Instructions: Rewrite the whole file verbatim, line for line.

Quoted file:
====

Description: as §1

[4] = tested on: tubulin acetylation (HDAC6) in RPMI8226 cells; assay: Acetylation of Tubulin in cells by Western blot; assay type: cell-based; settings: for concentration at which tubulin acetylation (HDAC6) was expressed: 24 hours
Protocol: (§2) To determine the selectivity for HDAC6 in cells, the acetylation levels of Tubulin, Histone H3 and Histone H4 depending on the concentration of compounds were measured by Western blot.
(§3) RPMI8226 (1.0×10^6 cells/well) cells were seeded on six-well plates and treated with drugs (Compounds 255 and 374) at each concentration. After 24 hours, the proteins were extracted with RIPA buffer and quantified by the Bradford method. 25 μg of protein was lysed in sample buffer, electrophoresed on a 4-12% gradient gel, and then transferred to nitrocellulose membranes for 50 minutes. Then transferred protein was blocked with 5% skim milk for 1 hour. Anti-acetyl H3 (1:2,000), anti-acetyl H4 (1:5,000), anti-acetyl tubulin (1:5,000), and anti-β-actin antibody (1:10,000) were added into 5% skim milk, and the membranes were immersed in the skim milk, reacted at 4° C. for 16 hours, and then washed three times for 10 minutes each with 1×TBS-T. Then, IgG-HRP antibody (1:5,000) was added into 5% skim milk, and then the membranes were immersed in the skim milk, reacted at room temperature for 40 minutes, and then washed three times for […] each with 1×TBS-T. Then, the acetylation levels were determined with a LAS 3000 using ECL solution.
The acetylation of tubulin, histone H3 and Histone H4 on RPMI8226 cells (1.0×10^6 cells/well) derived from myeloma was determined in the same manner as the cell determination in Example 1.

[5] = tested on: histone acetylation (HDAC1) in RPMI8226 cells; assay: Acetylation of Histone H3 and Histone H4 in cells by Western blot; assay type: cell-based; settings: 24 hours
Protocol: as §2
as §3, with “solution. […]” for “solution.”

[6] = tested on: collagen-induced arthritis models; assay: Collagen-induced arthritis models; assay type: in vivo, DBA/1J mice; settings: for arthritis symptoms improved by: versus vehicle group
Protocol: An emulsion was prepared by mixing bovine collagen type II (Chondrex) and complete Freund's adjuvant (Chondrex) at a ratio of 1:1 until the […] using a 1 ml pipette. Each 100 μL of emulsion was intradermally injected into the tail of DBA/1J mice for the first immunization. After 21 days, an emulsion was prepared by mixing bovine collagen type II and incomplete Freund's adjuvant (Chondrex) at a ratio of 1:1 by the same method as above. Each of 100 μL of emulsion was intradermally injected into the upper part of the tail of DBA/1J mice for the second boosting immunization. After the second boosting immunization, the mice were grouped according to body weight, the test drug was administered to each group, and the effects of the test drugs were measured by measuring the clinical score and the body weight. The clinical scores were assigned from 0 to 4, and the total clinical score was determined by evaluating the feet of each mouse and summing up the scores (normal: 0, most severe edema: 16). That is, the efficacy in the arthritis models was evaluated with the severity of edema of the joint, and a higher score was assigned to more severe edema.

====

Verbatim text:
Description: as §1

[4] = tested on: tubulin acetylation (HDAC6) in RPMI8226 cells; assay: Acetylation of Tubulin in cells by Western blot; assay type: cell-based; settings: for concentration at which tubulin acetylation (HDAC6) was expressed: 24 hours
Protocol: (§2) To determine the selectivity for HDAC6 in cells, the acetylation levels of Tubulin, Histone H3 and Histone H4 depending on the concentration of compounds were measured by Western blot.
(§3) RPMI8226 (1.0×10^6 cells/well) cells were seeded on six-well plates and treated with drugs (Compounds 255 and 374) at each concentration. After 24 hours, the proteins were extracted with RIPA buffer and quantified by the Bradford method. 25 μg of protein was lysed in sample buffer, electrophoresed on a 4-12% gradient gel, and then transferred to nitrocellulose membranes for 50 minutes. Then transferred protein was blocked with 5% skim milk for 1 hour. Anti-acetyl H3 (1:2,000), anti-acetyl H4 (1:5,000), anti-acetyl tubulin (1:5,000), and anti-β-actin antibody (1:10,000) were added into 5% skim milk, and the membranes were immersed in the skim milk, reacted at 4° C. for 16 hours, and then washed three times for 10 minutes each with 1×TBS-T. Then, IgG-HRP antibody (1:5,000) was added into 5% skim milk, and then the membranes were immersed in the skim milk, reacted at room temperature for 40 minutes, and then washed three times for […] each with 1×TBS-T. Then, the acetylation levels were determined with a LAS 3000 using ECL solution.
The acetylation of tubulin, histone H3 and Histone H4 on RPMI8226 cells (1.0×10^6 cells/well) derived from myeloma was determined in the same manner as the cell determination in Example 1.

[5] = tested on: histone acetylation (HDAC1) in RPMI8226 cells; assay: Acetylation of Histone H3 and Histone H4 in cells by Western blot; assay type: cell-based; settings: 24 hours
Protocol: as §2
as §3, with “solution. […]” for “solution.”

[6] = tested on: collagen-induced arthritis models; assay: Collagen-induced arthritis models; assay type: in vivo, DBA/1J mice; settings: for arthritis symptoms improved by: versus vehicle group
Protocol: An emulsion was prepared by mixing bovine collagen type II (Chondrex) and complete Freund's adjuvant (Chondrex) at a ratio of 1:1 until the […] using a 1 ml pipette. Each 100 μL of emulsion was intradermally injected into the tail of DBA/1J mice for the first immunization. After 21 days, an emulsion was prepared by mixing bovine collagen type II and incomplete Freund's adjuvant (Chondrex) at a ratio of 1:1 by the same method as above. Each of 100 μL of emulsion was intradermally injected into the upper part of the tail of DBA/1J mice for the second boosting immunization. After the second boosting immunization, the mice were grouped according to body weight, the test drug was administered to each group, and the effects of the test drugs were measured by measuring the clinical score and the body weight. The clinical scores were assigned from 0 to 4, and the total clinical score was determined by evaluating the feet of each mouse and summing up the scores (normal: 0, most severe edema: 16). That is, the efficacy in the arthritis models was evaluated with the severity of edema of the joint, and a higher score was assigned to more severe edema.